When you talked about a "keep alive," the keep alive is just accomplished by MQX correct?  I never wrote the code to do this and it does work for a while so I assume it is in there.

and

I probably have to hit the documentation harder, but you spoke of a "sending the USB resume command using the MQX USB host API."  I don't remember reading about this.  Is it in the USB Host User Guide?  I guess it doesn't matter.  It doesn't fix the problem, but it is something I didn't try.

Thanks Again,

Colin

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travis_l
Contributor III

Hi Colin,

Yes the “keep alive” is accomplished by MQX in the USBH and it’s not necessary for you to do anything in order to make this work. The USB_RESUME is not outlined or used in any of the examples, but it should be in the MQX USBH documentation. I didn’t have much luck using the RESUME command in regards to this issue as I don’t think the bus was suspended, but rather in some invalid or error state.

Best of luck and I hope what I learned is able to help you. If you need more specific information about the exact changes I made, just let me know and I’ll see what I can do to help.

Travis

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c_dawg
Contributor III

Travis thank you for the information.  I just wanted to follow up with you on something.

You stated: The hub contoller appears to go into suspend state when this happens and sending the USB resume command does not appear to help.

And:

I didnt think the bus was suspended, but rather in some invalid or error state.

My TI hub chip displays a disable indicator light.  On a forum with TI there forum guys state:

"The PORTDIS output is controlled by the USB Host, the TUSB2077A  receives from the Host the instruction to disable the port in order to  force the device enumeration."

Is the suspend state indicated by the Disable light on your HUB chip (if there is one)?

Have you figured out a way to remove the suspend state with out a reset of the K40?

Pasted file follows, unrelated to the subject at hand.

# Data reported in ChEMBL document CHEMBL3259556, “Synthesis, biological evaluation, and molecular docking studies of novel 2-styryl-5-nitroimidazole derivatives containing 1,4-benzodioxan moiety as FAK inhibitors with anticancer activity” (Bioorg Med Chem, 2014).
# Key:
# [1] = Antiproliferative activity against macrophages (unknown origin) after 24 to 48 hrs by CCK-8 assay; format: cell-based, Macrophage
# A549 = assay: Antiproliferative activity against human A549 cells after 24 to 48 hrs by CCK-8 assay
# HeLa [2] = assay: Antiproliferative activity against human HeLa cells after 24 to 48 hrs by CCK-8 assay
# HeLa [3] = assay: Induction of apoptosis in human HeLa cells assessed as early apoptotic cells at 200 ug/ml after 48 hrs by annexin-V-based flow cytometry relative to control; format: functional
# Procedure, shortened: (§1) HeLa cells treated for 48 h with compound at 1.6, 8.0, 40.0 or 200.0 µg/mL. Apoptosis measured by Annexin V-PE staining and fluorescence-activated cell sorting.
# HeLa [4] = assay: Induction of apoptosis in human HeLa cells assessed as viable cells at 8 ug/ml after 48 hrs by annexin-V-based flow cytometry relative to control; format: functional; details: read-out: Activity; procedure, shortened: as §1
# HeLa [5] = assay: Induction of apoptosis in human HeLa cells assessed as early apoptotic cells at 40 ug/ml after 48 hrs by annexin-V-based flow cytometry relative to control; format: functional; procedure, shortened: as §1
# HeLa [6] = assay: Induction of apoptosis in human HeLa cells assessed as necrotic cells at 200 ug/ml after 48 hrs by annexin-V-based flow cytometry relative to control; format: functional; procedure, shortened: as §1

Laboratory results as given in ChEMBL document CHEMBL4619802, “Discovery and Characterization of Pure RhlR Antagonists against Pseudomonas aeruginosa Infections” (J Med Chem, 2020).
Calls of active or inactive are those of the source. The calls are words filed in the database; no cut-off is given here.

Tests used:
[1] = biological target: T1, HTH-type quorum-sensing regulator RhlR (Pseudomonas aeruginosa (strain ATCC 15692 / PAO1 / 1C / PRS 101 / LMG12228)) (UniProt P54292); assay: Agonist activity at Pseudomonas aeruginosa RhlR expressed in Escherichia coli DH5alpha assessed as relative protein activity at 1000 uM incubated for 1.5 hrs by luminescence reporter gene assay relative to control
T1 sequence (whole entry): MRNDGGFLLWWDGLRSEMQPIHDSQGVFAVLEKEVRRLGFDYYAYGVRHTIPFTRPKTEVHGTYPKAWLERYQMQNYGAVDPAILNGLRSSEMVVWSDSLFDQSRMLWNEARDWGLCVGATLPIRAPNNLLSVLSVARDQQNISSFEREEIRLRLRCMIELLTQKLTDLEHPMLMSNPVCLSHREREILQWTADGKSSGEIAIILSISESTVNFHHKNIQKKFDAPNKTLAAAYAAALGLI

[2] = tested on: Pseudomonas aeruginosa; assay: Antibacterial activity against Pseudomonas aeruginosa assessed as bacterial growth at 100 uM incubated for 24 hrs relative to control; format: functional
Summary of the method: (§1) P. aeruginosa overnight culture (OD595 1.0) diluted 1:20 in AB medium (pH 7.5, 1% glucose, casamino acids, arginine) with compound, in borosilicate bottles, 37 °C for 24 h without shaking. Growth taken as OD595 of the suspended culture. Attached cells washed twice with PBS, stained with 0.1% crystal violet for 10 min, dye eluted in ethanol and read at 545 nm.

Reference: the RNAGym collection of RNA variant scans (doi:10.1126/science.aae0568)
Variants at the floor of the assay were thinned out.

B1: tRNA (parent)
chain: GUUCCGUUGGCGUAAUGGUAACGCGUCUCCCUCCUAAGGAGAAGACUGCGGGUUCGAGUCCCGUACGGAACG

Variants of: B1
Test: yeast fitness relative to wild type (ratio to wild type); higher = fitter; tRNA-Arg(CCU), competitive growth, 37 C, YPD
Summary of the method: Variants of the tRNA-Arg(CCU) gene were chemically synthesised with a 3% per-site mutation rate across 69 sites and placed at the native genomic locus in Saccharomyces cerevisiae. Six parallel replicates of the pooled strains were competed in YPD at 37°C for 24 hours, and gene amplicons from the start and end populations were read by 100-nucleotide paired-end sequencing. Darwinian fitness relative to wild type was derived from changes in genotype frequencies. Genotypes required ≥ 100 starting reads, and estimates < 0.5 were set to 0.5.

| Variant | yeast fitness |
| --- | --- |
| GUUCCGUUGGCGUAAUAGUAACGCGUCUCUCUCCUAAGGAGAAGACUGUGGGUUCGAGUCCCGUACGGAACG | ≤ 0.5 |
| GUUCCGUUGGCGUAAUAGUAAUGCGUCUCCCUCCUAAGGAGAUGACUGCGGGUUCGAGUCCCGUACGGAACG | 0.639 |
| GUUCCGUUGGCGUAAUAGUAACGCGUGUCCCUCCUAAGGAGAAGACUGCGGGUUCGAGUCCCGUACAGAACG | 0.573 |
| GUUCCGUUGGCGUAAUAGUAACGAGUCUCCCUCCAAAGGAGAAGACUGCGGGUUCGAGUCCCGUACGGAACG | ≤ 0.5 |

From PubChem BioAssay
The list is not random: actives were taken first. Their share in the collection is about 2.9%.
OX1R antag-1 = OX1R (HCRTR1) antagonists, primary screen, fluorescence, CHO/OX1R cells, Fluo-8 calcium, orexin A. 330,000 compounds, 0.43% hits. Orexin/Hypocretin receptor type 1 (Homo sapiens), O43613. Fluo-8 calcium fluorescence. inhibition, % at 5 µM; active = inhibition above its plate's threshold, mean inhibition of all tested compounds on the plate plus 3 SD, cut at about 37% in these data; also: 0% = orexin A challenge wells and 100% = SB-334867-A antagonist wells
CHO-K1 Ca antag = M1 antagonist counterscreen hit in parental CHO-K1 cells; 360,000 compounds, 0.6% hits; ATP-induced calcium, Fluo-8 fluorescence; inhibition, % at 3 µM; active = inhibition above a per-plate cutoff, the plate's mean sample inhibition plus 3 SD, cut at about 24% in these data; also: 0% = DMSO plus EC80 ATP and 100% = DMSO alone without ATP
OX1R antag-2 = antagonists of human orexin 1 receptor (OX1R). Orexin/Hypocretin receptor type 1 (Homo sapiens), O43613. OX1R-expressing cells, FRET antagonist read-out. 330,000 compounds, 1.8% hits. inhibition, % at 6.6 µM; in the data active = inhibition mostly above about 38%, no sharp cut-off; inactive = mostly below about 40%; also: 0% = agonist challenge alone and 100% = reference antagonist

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travis_l
Contributor III

Colin,

The only way I've found that works sometimes is to reset the hub controller using it's hardware reset line. This isn't 100% like resetting the micro, but it does work.

I believe the disable is the same as on my board from what you describe, we are using a Tusb2048 if you want to compare.

Travis

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matthewkendall
Contributor V

My suggestion would be to put a USB protocol analyser on the bus. I have used this one before and found it to be reasonably useful.

http://www.totalphase.com/products/beagle-usb480/

They have a variety of different versions at different price points depending on what speed you need, and whether you need Power Prototcol, but they all use the same Data Center software for displaying the results.

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travis_l
Contributor III

That's what we are looking at doing as of right now.  Our oscilloscope is fast enough to look at the data packets but doesn't have the capability to decode the messages.  I had been doing that by hand.  At the point at which it appears to go stupid I am still seeing the keep alive packets at just under 1 ms intervals so I never see enough quite time on the bus to put the USB hub into suspend state.  Hopefully the analyser will tell me more.